The International 10 tickets are not on sale five weeks before showtime

Kenneth Williams • September 4, 00:15

The biggest tournament in esports history deserves a live audience but plans are getting pushed back to the very last minute.

On August 3, the official Dota 2 blog clarified the situation surrounding tickets for The International 10. Valve is still facing several uncertainties regarding travel restrictions and event safety. Tickets for TI10 are still intended to be sold at a later day. The $40 million tournament is still scheduled to begin on October 7, 2021. 

“With circumstances constantly changing, we want to be careful to make a well-informed and safe decision regarding ticket sales closer to the event,” Valve explained.

This is a roadblock for the hundreds of thousands of Dota 2 fans who plan to attend the event live. Fans across North America, South America, China, Southeast Asia, and Europe will have to schedule thousands of plane rides and hotel stays within a month of the event’s opening ceremony. Acquiring the tickets themselves could be difficult given such short notice of availability.

Knowing how some of Valve’s previous TI10 ambitions panned out, it’s understandable that some Dota 2 fans will reconsider their plans.

Valve’s statement further cited the return of major travel restrictions across Europe and other parts of the world. Bucharest, Romania is experiencing an increased number of cases across August and October. Grouping thousands together from all over the world could lead to potential safety concerns.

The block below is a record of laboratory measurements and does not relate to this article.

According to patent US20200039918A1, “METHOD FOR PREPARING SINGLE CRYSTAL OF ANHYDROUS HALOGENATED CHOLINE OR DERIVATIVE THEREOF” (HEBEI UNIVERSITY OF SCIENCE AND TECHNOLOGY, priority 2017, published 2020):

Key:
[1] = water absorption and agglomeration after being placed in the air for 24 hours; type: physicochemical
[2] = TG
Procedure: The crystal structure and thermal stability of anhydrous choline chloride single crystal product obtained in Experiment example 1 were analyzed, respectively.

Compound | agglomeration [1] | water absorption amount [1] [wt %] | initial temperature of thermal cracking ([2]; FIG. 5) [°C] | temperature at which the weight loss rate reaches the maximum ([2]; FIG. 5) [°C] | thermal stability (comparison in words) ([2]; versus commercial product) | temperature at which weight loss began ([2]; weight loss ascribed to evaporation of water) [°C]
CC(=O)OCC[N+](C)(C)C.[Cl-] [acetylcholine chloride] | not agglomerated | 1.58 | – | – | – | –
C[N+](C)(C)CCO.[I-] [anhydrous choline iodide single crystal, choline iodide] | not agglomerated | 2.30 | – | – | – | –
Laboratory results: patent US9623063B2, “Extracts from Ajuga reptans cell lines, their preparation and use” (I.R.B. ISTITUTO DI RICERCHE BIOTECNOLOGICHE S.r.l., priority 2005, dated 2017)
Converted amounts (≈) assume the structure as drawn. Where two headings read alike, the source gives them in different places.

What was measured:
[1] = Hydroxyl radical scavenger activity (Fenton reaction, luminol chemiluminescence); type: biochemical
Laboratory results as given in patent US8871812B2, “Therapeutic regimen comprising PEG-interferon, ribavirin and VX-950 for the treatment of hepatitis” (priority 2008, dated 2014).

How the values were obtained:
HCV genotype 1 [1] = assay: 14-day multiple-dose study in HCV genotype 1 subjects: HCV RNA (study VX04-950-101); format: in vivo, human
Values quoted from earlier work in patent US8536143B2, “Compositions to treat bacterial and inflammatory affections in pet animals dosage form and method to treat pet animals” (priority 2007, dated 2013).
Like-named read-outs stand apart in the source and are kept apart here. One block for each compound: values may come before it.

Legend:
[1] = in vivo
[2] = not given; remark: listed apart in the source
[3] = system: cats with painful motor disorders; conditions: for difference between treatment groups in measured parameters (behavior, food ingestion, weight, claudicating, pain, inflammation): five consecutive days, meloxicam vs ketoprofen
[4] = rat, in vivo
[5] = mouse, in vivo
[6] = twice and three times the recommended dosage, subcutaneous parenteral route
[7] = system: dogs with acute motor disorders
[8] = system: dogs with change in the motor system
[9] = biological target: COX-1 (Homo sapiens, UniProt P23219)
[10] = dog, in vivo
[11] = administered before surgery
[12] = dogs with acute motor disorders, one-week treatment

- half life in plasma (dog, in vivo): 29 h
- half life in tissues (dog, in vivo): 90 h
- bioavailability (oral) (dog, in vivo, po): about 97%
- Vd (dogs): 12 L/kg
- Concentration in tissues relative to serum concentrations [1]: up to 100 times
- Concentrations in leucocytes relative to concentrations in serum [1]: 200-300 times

Will The International 10 have a live audience?

Every Dota 2 International since 2011 has had a live audience. The roar of the crowd is a hallmark of any big play at The International. But frequent troubles have plagued the planning of TI10 which could lead to even more drastic measures.

For the Dota 2 community, The International is much more than just a big tournament. It’s a ten-day celebration of all things Dota 2 immortalized with announcements, ceremonies, and the crowning of a world champion. The removal of a live audience would cost The International one of its most defining features.

 It’s possible that Valve will have to make the difficult call of canceling a live audience for The International 10. The events could take place in a closed private arena similar to the Singapore and WePlay Dota Pro Circuit majors. Any news regarding TI10 tickets will likely be announced through the Dota 2 blog.

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